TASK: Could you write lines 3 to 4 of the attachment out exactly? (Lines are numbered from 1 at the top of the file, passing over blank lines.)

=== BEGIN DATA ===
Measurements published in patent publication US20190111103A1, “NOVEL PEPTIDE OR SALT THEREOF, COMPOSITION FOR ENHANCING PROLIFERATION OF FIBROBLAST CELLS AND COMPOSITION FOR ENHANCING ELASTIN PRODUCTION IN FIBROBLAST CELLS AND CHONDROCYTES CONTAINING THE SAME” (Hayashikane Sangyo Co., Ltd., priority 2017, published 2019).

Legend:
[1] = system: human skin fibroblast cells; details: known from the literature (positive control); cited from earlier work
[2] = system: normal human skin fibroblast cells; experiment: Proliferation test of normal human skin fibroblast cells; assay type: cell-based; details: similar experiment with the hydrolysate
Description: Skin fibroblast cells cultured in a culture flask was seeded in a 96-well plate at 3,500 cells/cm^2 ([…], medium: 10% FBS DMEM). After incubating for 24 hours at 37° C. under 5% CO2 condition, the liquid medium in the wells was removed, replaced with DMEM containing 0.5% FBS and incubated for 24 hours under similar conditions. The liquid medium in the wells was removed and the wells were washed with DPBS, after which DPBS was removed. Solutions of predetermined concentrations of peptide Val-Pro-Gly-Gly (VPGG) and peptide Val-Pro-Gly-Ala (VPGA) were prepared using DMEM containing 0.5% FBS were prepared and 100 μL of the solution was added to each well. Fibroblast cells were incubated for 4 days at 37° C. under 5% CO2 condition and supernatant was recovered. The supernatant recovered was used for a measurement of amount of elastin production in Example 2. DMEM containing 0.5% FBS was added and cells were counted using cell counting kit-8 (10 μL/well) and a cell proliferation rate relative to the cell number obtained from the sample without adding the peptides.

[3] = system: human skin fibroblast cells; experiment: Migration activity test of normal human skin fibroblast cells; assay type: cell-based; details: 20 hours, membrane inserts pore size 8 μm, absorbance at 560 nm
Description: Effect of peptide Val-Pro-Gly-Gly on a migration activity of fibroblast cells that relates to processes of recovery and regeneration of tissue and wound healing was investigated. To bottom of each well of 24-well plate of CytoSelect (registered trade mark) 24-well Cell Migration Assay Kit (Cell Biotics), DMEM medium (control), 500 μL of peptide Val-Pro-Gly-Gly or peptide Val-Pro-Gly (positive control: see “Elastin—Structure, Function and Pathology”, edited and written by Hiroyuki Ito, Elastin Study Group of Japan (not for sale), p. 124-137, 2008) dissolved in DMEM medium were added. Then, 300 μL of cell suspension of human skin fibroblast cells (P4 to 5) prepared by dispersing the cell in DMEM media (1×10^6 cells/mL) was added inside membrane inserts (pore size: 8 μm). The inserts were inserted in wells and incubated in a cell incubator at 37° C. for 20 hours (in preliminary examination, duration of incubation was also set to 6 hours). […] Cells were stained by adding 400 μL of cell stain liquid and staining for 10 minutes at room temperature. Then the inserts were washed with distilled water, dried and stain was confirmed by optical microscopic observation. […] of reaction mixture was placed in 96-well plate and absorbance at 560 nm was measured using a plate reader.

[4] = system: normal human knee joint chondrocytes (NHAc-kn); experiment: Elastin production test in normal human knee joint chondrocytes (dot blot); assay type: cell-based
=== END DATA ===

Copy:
[1] = system: human skin fibroblast cells; details: known from the literature (positive control); cited from earlier work
[2] = system: normal human skin fibroblast cells; experiment: Proliferation test of normal human skin fibroblast cells; assay type: cell-based; details: similar experiment with the hydrolysate